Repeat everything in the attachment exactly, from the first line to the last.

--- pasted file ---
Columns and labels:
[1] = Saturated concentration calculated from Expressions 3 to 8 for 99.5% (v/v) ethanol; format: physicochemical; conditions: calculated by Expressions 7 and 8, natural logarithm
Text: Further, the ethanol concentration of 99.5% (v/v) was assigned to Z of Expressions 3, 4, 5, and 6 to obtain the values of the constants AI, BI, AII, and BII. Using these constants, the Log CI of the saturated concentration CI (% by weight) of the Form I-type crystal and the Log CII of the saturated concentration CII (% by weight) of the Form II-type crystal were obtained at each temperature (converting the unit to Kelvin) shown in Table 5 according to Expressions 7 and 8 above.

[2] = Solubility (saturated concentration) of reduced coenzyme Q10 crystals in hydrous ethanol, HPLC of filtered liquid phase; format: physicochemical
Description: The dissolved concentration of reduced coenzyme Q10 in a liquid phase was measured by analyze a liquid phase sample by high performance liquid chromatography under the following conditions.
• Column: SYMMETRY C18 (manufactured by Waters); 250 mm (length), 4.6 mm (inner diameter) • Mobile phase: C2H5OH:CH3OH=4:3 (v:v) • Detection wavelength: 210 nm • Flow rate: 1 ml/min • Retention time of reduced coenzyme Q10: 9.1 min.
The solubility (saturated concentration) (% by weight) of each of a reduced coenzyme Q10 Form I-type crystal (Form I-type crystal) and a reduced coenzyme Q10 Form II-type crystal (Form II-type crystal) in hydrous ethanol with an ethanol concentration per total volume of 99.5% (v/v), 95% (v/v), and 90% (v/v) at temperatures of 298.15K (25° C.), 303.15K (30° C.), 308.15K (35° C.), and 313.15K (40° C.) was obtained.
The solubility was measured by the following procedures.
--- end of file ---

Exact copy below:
Columns and labels:
[1] = Saturated concentration calculated from Expressions 3 to 8 for 99.5% (v/v) ethanol; format: physicochemical; conditions: calculated by Expressions 7 and 8, natural logarithm
Text: Further, the ethanol concentration of 99.5% (v/v) was assigned to Z of Expressions 3, 4, 5, and 6 to obtain the values of the constants AI, BI, AII, and BII. Using these constants, the Log CI of the saturated concentration CI (% by weight) of the Form I-type crystal and the Log CII of the saturated concentration CII (% by weight) of the Form II-type crystal were obtained at each temperature (converting the unit to Kelvin) shown in Table 5 according to Expressions 7 and 8 above.

[2] = Solubility (saturated concentration) of reduced coenzyme Q10 crystals in hydrous ethanol, HPLC of filtered liquid phase; format: physicochemical
Description: The dissolved concentration of reduced coenzyme Q10 in a liquid phase was measured by analyze a liquid phase sample by high performance liquid chromatography under the following conditions.
• Column: SYMMETRY C18 (manufactured by Waters); 250 mm (length), 4.6 mm (inner diameter) • Mobile phase: C2H5OH:CH3OH=4:3 (v:v) • Detection wavelength: 210 nm • Flow rate: 1 ml/min • Retention time of reduced coenzyme Q10: 9.1 min.
The solubility (saturated concentration) (% by weight) of each of a reduced coenzyme Q10 Form I-type crystal (Form I-type crystal) and a reduced coenzyme Q10 Form II-type crystal (Form II-type crystal) in hydrous ethanol with an ethanol concentration per total volume of 99.5% (v/v), 95% (v/v), and 90% (v/v) at temperatures of 298.15K (25° C.), 303.15K (30° C.), 308.15K (35° C.), and 313.15K (40° C.) was obtained.
The solubility was measured by the following procedures.